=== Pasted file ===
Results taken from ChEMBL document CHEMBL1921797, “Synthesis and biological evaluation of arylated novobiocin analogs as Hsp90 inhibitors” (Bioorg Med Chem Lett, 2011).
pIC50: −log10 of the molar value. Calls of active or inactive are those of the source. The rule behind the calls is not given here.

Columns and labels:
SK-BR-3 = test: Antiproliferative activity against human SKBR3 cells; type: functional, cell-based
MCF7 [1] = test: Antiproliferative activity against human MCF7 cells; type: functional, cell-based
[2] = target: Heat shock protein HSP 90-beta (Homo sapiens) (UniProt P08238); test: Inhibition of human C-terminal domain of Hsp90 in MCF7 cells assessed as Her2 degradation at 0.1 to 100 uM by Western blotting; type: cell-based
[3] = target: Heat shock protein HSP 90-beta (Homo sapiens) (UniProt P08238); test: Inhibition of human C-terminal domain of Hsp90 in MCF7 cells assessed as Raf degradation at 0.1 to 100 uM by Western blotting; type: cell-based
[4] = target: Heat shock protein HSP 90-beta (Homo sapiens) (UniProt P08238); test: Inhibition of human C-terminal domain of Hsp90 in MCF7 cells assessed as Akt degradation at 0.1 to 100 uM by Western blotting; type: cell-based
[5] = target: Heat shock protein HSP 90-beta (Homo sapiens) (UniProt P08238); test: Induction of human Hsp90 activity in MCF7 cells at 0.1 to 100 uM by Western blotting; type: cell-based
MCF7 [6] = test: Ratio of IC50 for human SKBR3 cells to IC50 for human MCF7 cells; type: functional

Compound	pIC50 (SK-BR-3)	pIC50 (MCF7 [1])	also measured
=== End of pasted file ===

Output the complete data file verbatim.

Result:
Results taken from ChEMBL document CHEMBL1921797, “Synthesis and biological evaluation of arylated novobiocin analogs as Hsp90 inhibitors” (Bioorg Med Chem Lett, 2011).
pIC50: −log10 of the molar value. Calls of active or inactive are those of the source. The rule behind the calls is not given here.

Columns and labels:
SK-BR-3 = test: Antiproliferative activity against human SKBR3 cells; type: functional, cell-based
MCF7 [1] = test: Antiproliferative activity against human MCF7 cells; type: functional, cell-based
[2] = target: Heat shock protein HSP 90-beta (Homo sapiens) (UniProt P08238); test: Inhibition of human C-terminal domain of Hsp90 in MCF7 cells assessed as Her2 degradation at 0.1 to 100 uM by Western blotting; type: cell-based
[3] = target: Heat shock protein HSP 90-beta (Homo sapiens) (UniProt P08238); test: Inhibition of human C-terminal domain of Hsp90 in MCF7 cells assessed as Raf degradation at 0.1 to 100 uM by Western blotting; type: cell-based
[4] = target: Heat shock protein HSP 90-beta (Homo sapiens) (UniProt P08238); test: Inhibition of human C-terminal domain of Hsp90 in MCF7 cells assessed as Akt degradation at 0.1 to 100 uM by Western blotting; type: cell-based
[5] = target: Heat shock protein HSP 90-beta (Homo sapiens) (UniProt P08238); test: Induction of human Hsp90 activity in MCF7 cells at 0.1 to 100 uM by Western blotting; type: cell-based
MCF7 [6] = test: Ratio of IC50 for human SKBR3 cells to IC50 for human MCF7 cells; type: functional

Compound	pIC50 (SK-BR-3)	pIC50 (MCF7 [1])	also measured